Fall Colors, Hanging Flumes, Highway 141

We spent the night at Ridgeway State Park with the intent of driving Colorado highway 141 (the Unaweep-Tabeguache Scenic Byway) up to the Colorado National Monument near Grand Junction. I’d heard that highway was a worthwhile scenic drive and wanted to check it out.

Worth it.

From the campground near Ridgeway we crossed over on Colorado highway 62 and found a pass with fine fall colors.

Heading north from Pacerville, we hit highway 141 at Naturita and headed up through an old gold mining area that more recently also had operating uranium mines. Remnants of both the gold and uranium periods remain.

The area around the uranium-vadanium mines in Uravan is a cleaned up Superfund site. Seems like mining companies are not very good at picking up after themselves. Whatever profits the mine made apparently were not spent on cleaning up the toxic crap they left behind.

The highway follows the San Miguel and Dolores Rivers through dozens of miles of spectacular canyons.

From south to north, the canyon started out narrow and slowly broadened as it went downriver. Every turn brought new views. We stopped every few miles to absorb the scenes and snap pictures.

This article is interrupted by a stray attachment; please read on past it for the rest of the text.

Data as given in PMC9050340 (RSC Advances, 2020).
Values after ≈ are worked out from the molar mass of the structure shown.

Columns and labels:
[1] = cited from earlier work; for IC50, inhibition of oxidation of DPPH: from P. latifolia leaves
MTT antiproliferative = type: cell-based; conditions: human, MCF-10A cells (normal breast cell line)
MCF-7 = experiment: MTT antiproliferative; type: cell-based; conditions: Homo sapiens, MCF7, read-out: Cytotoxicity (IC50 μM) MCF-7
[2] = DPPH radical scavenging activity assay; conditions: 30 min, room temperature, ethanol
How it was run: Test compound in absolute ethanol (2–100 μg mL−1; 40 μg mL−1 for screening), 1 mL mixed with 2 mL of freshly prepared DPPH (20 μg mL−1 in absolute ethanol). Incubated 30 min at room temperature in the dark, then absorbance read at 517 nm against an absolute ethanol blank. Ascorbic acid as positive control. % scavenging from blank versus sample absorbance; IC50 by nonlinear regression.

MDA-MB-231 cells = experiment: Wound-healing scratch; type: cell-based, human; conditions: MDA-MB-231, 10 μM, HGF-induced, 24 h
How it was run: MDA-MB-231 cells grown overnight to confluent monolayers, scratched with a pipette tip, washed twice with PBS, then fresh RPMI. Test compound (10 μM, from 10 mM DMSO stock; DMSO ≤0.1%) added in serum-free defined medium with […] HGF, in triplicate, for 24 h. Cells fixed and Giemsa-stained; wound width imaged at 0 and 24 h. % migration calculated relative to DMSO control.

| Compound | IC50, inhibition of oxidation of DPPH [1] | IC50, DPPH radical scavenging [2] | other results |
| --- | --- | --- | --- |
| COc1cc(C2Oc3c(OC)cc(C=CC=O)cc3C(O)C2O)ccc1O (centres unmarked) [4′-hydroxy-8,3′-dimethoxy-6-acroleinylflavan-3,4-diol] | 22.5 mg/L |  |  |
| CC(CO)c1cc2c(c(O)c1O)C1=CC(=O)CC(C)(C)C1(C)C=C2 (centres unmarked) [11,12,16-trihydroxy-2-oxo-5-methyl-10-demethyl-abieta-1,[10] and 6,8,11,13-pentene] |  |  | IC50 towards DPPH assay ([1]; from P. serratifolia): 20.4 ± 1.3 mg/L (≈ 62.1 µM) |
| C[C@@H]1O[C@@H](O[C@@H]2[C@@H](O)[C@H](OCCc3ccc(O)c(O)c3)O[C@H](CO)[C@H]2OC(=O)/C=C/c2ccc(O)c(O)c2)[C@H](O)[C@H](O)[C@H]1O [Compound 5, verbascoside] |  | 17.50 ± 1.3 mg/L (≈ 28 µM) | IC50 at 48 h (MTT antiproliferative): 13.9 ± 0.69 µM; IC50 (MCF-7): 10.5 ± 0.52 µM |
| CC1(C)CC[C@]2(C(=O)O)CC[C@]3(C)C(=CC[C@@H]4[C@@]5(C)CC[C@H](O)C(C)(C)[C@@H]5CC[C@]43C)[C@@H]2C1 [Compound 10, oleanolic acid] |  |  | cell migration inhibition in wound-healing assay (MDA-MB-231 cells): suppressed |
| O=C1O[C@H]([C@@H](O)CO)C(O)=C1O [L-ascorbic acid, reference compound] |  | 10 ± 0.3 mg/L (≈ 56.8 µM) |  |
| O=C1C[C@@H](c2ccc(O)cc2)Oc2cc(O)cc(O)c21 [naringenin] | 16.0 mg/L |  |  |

A remnant of the gold mining era is the ‘hanging flume‘, a flume hanging from the side of the cliff, built in the 1880’s to carry water to a gold mining site. Six miles of flume hanging from a cliff. Impressive engineering and construction. But the gold play failed, so the impressive engineering was wasted.

Look carefully at the right side of the canyon, halfway up the cliff. Parts of the wooden flume are visible.

From the town of Gateway, highway 141 follows the Unaweep canyon north to Grand Junction. This canyon is quite different from the Dolores River Canyon – broader, with ranches, houses, and a bit of agriculture on the canyon floor.

We ended up in the Colorado National Monument campground, not knowing that after a long day driving the bottom of thousand foot deep canyons we’d have twenty miles of driving on the rim of another deep canyon, this time on a narrow road at the edge of thousand foot cliffs. No guardrails either. The cliffs were on the passenger side, so I hugged the yellow line and didn’t look to the right.

I’m glad we don’t have one of those eight-and-a-half foot wide supersize RV’s.






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